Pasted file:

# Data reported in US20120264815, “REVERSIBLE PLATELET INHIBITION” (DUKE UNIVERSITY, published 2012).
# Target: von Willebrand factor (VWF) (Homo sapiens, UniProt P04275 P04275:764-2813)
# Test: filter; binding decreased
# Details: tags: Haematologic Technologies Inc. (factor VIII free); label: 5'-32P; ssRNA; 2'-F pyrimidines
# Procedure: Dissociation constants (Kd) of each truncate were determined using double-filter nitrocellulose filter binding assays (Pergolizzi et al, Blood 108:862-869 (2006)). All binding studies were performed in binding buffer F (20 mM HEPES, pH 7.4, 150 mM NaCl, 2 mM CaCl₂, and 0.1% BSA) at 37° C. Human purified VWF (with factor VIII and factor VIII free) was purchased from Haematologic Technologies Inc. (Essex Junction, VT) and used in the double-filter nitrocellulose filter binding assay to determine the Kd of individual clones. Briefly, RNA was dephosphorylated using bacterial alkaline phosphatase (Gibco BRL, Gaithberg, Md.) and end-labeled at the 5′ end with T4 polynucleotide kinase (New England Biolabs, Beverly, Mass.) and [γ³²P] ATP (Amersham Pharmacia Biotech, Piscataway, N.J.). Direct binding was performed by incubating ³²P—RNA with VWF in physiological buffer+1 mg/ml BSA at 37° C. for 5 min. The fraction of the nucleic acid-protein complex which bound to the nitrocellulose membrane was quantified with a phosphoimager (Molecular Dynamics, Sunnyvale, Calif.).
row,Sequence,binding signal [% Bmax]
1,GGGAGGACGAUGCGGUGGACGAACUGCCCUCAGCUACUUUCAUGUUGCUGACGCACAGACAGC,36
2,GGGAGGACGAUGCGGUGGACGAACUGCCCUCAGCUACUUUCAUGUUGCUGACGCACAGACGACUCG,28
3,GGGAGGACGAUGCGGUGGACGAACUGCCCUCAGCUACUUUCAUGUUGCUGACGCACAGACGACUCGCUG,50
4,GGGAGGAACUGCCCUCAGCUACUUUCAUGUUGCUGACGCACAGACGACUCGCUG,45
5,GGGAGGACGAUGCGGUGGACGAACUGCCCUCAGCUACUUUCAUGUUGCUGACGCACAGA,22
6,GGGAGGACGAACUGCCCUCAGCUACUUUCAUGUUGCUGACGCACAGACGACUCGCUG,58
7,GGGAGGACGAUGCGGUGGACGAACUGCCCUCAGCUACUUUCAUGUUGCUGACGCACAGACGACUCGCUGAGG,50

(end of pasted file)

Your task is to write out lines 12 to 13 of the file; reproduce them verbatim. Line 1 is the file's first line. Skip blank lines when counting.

6,GGGAGGACGAACUGCCCUCAGCUACUUUCAUGUUGCUGACGCACAGACGACUCGCUG,58
7,GGGAGGACGAUGCGGUGGACGAACUGCCCUCAGCUACUUUCAUGUUGCUGACGCACAGACGACUCGCUGAGG,50